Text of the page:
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Rickey don’t like it when Rickey can’t find Rickey’s limo
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Rickey don’t like it when Rickey can’t find Rickey’s limo

Saturday, August 1st, 2009 4:00 am by admin
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Today, Rickey Henderson gets his number 24 retired at Oakland Coliseum. Last weekend he was inducted into baseball’s hall of fame. And after a lengthy 25 year career with 9 different ballclubs, well, he EARNED it.

Here at OTD we are HUGE Rickey fans. Here’s a short sampling of what makes Rickey OTD-material:

  • On Harold Reynolds (after losing the AL stolen base title in 1987): “Man, 60 stolen bases? You ought to be ashamed. I had that at the break”
  • On Lenny Dykstra: “Man, why you trying to compare some other guy with Rickey? There’s only one Rickey”
  • On transportation: “Rickey don’t like it when Rickey can’t find Rickey’s limo”
  • On food: “I like to eat ice cream at night. I got to have something sweet before I go to sleep”
  • On exercise: “Do your stretching before you sleep. That way you wake up loose”
  • On record: “I am the greatest .. of ALL time” (said pompously, with Ali-like flair, after breaking Lou Brock’s record)

Kids, take note. Here’s a tutorial from the professor.

And if you missed it, check out his Hall of Fame speech below:


Hey, hey. I hope everyone is having a great time. First, I would like to thank God, the Baseball Writer’s Association of America, and the Commissioner of Baseball for this true honor. I also want to thank the members of the Hall of Fame for being here today. Thank you.I love the game of baseball. That’s why it was so hard for me to walk away from the game. I thought if Satchel Paige can still play in major league baseball at the age of 45, then with my dedication, hard work and desire, I can play the game until my body said it was time to hang it up.I wouldn’t be standing here today if it wasn’t for my wife, Pamela, who took care of the home while I was away, and brought up our wonderful daughter and supported me in my career. Thank you, and I love you.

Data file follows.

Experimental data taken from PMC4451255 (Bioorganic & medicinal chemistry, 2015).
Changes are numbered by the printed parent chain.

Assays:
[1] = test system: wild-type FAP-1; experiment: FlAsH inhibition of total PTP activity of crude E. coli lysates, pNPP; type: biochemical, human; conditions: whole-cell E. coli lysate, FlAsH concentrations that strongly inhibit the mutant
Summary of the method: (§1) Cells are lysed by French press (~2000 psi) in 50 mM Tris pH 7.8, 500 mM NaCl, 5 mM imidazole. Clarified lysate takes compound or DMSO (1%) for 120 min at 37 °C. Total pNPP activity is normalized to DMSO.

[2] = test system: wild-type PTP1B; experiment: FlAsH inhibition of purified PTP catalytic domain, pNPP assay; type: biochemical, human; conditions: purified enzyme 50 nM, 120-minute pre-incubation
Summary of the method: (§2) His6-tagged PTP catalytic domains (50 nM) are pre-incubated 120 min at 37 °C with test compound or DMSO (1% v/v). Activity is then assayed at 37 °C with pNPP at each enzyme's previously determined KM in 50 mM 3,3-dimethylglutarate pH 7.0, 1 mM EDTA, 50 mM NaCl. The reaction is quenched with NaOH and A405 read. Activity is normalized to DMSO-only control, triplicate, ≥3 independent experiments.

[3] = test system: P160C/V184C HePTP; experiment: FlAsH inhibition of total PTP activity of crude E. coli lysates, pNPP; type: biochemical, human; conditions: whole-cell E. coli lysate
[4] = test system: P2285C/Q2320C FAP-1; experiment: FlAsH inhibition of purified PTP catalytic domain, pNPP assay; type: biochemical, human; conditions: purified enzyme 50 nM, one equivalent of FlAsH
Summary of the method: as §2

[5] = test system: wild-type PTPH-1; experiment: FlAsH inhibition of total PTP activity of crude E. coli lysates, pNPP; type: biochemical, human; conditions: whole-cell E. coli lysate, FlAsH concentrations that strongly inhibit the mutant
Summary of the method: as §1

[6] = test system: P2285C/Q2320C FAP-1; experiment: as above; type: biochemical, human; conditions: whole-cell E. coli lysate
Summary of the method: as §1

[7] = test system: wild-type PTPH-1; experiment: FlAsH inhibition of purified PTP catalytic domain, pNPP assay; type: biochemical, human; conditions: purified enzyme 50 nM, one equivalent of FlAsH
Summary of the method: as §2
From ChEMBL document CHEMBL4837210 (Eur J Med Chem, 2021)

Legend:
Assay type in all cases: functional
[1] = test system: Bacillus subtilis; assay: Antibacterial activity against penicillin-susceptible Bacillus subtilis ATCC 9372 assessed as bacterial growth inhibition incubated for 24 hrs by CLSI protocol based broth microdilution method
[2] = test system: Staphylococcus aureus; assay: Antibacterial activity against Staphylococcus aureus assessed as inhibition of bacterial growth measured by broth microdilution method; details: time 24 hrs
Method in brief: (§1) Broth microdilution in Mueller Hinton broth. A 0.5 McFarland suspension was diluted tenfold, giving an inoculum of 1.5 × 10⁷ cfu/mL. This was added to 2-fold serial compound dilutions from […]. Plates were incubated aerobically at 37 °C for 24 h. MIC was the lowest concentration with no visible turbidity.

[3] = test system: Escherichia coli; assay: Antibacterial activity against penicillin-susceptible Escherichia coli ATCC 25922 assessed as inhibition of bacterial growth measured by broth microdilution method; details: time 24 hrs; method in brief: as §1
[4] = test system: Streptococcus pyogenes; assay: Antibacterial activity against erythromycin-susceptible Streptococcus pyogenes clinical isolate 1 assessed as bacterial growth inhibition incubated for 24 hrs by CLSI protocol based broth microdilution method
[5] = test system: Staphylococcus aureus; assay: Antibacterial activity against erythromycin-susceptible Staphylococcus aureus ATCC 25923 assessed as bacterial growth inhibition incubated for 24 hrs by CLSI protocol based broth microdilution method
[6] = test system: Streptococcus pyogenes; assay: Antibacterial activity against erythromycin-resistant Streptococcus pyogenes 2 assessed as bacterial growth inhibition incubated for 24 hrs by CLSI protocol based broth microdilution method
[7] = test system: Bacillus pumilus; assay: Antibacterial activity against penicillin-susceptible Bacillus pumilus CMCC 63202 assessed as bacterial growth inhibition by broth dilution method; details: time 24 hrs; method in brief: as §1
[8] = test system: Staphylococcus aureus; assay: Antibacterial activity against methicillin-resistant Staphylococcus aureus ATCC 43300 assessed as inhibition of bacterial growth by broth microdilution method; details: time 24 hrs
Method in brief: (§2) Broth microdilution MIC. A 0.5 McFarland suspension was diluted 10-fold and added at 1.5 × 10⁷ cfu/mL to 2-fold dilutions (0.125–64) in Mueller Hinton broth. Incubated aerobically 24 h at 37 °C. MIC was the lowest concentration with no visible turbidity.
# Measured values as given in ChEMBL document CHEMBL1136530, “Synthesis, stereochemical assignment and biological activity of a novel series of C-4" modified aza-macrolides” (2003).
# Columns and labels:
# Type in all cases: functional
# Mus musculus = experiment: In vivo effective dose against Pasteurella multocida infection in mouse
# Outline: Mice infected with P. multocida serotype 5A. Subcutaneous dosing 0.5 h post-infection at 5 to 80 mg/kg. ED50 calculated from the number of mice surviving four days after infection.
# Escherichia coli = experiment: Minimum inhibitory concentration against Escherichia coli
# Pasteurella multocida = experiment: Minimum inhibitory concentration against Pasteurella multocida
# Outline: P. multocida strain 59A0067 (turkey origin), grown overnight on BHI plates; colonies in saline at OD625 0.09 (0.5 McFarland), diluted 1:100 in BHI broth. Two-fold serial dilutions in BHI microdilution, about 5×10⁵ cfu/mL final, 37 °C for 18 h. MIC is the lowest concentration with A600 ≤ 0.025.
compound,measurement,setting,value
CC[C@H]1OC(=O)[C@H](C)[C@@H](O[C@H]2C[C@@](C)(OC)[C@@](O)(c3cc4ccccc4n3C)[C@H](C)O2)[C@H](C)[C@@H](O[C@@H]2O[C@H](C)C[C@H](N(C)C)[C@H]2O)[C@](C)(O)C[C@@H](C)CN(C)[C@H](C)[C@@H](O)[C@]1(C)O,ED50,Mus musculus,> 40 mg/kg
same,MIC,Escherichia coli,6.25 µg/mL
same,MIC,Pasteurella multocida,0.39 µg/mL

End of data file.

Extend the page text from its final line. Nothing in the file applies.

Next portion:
To all my beautiful and intelligent daughters, I wouldn’t be a complete man without
your love and support. I love you, girls.

A special thanks to my mother, Bobbie. Back in high school, I played football, a little hoops and baseball. My dream was to play football for the Oakland Raiders. But my mom thought I would get hurt playing football, so she chosed baseball for me. I guess mom do knows best. Thanks mom.

I would like to say thanks to my father, my brothers and my sister for their support. To my father and mother-in-law for always being there when I need them. I would like to say thank you.

Several of my high school friends are here today to help me celebrate this wonderful and important event. I want to say thank you.

Now let me tell you a story about how I got into playing baseball. When I was a kid in Oakland, Mr. Hank Thomas tricked me into playing Babe Ruth baseball by coming to pick me up with a glazed donut and a cup of hot chocolate. That was the way he would get me up and out of bed and onto the ballpark.

My first year in high school, my favorite sport was football. I did not like baseball. My counselor, Mrs. Wilkinson, bribed me into playing baseball. She would pay me a quarter every time I would get a hit, a run scored or stole a base.

After my first ten games, I had 30 hits, 25 runs scored and 33 steals. Not bad money for a kid in high school.

As a kid growing up in Oakland, my heroes were Jackie Robinson, Willie Mays, Hank Aaron, Reggie Jackson. What about that Reggie Jackson? I stand out on the ballpark in the parking lot waiting for Reggie Jackson to give me an autograph. Reggie used to come out all the time and I’d say, “Reggie, can I have an autograph?” He would pass me a pen with his name on it. He never gave me an autograph.